They first paired up in the 1990s, not only for efficiency of care but also for safety as they made their way around the Downtown Eastside. Their nursing skills were put to the test when Vancouver’s AIDS crisis peaked in the mid-1990s. Hundreds of people a year in British Columbia — many of them in the Downtown Eastside — developed the condition, the result of a virus that destroys the body’s immune system. During those dark years, HIV had spread like wildfire in the city’s gay community and among its intravenous drug users.
Before therapies like highly active antiretroviral therapy (HAART) became standard HIV treatment, conditions like cancers, tuberculosis and pneumonia devastated people’s bodies. Giles and Brennan — “street nurses,” as they were sometimes called — provided palliative treatment in the homes of patients.
Vancouver’s Dr. Julio Montaner, director of the British Columbia Centre for Excellence in HIV-AIDS, who is world-renowned for his work on HAART and other innovative HIV-AIDS treatments, recalls the work that Giles and Brennan did to help the dying. “Their compassion, caring and dedication in the Downtown Eastside in the early days of the epidemic — it was something that I never stopped admiring.”
Real compassion, say Giles and Brennan, encompasses much more than bandage changes and administering medications. It embraces, says Brennan, “relational” nursing, a sophisticated approach that incorporates harm-reduction principles within the framework of an individual’s living environment. This may mean that a nurse delivers care to a client living in a tent under a bridge.
Relational nursing is intuitive, holistic and, most importantly, non-judgmental. Does the patient have enough to eat? Do they need a bath? Are they refusing to go to hospital because they are worried about their cat? Would offering a chocolate, a cigarette or even a beer help them agree to have their hair cut or their nails trimmed?
Despite the dramatic success of antiretroviral medications, HIV-AIDS is a spectre lurking restlessly in the background. The factors leading to a possible resurgence currently exist in the Downtown Eastside. “For every single person living with HIV, if their treatment falls apart because of social issues, co-morbidity issues or intox- ication-related issues, those people are at high likelihood of complications related to HIV-AIDS,” says Montaner. “So remaining vigilant is the only way to go. If we don’t pay attention and [we] start looking the other way, HIV and AIDS can get out of control very quickly.”
Dr. Burgess also senses that things are possibly spiralling out of hand. She says most of the drugs that people are buying are laced with fentanyl or crystal methamphetamine, which induces psychosis and dementia. “These drugs have a terrible impact on the way that people think; there is a huge amount of psychosis and paranoia. These cocktails of drugs are not easily managed with our usual interventions.”
This means that Brennan and Giles are fighting a two-pronged battle: treating patients while maintaining a sense of optimism. Today’s situation reminds Giles of nursing in the 1990s before antiretrovirals. “People were dying horrible deaths. There was no end in sight.” As the current opioid crisis continues to take victims — 1,210 overdose deaths in British Columbia in 2017, with 2018 promising to match that statistic, according to the BC Coroners Service — Giles is feeling a grim sense of déjà vu. “I feel very hopeless right now. The overdose rate — it’s crazy.”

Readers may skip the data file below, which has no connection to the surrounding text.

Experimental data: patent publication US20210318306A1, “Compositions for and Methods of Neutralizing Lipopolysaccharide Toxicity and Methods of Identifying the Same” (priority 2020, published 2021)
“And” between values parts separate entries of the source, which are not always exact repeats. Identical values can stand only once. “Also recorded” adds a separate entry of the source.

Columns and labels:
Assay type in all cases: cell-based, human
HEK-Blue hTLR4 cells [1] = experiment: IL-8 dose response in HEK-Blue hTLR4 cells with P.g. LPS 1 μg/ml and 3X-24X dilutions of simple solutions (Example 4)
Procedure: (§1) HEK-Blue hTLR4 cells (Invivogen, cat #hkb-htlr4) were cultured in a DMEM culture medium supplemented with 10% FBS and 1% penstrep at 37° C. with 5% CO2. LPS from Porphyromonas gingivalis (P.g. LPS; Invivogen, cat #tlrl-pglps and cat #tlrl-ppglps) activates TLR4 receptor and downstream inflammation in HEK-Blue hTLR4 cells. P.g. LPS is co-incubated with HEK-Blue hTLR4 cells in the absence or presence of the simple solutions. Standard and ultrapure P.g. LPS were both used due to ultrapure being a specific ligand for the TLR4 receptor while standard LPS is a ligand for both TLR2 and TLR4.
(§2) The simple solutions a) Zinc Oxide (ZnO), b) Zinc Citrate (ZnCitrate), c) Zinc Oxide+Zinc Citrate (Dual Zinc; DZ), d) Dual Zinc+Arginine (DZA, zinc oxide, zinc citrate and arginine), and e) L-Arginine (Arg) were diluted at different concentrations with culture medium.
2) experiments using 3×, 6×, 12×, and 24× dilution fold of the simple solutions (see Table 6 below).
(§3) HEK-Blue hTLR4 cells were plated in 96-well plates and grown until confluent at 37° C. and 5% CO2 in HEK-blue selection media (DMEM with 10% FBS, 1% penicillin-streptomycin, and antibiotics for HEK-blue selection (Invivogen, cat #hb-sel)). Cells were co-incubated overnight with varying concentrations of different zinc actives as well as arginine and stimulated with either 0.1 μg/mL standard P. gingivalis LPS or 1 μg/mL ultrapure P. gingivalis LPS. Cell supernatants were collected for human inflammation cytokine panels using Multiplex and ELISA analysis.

If Giles’s endurance stems from a steadfast belief in the universality of health care, Brennan’s arises from the reserves of strength nurtured by a devout religious upbringing in Ireland under the tutelage of Dominican nuns. This ethic was reinforced when Brennan was accepted into the prestigious Saint Vincent’s University Hospital in Dublin, where “the nuns ran the show. You had the name of the Father and the Son and the Holy Ghost in morning prayers — it was a huge part of nursing.” Today, Brennan, who survived a bout of cancer two years ago, finds herself falling back on her early training, praying for her charges in the Downtown Eastside.
The greatest panacea against burnout and world-weariness, however, is the strength that Brennan and Giles get from each other — and the people they care for. The nurses play off one another, bantering with their patients as a way of lightening the seriousness of their work while showing, Brennan says, “genuine interest in their lives, asking where they come from, connecting with them by talking about their children.” And, when a patient dies — often too early, in what should be the prime of their life — Giles and Brennan always attend the funeral or memorial service.
What Brennan and Giles accomplish can only be done as a pair. “We come as a package and have done so for years,” says Brennan. “We are like four hands on a piano” — a piano surrounded by a full orchestra of front-line workers trying to control an epidemic rooted in callous criminality. Similar to their work in the HIV-AIDS crisis, all Brennan and Giles can do is offer the best health care possible along with emotional support and, most importantly, love.
This feature was paid for through the David Wilson Observer Fellowship, a reader-supported fund that honours The Observer's former editor and supports high-calibre journalism. You can make a donation here!
This piece first appeared in the July/August issue under the headline “Angels on call.”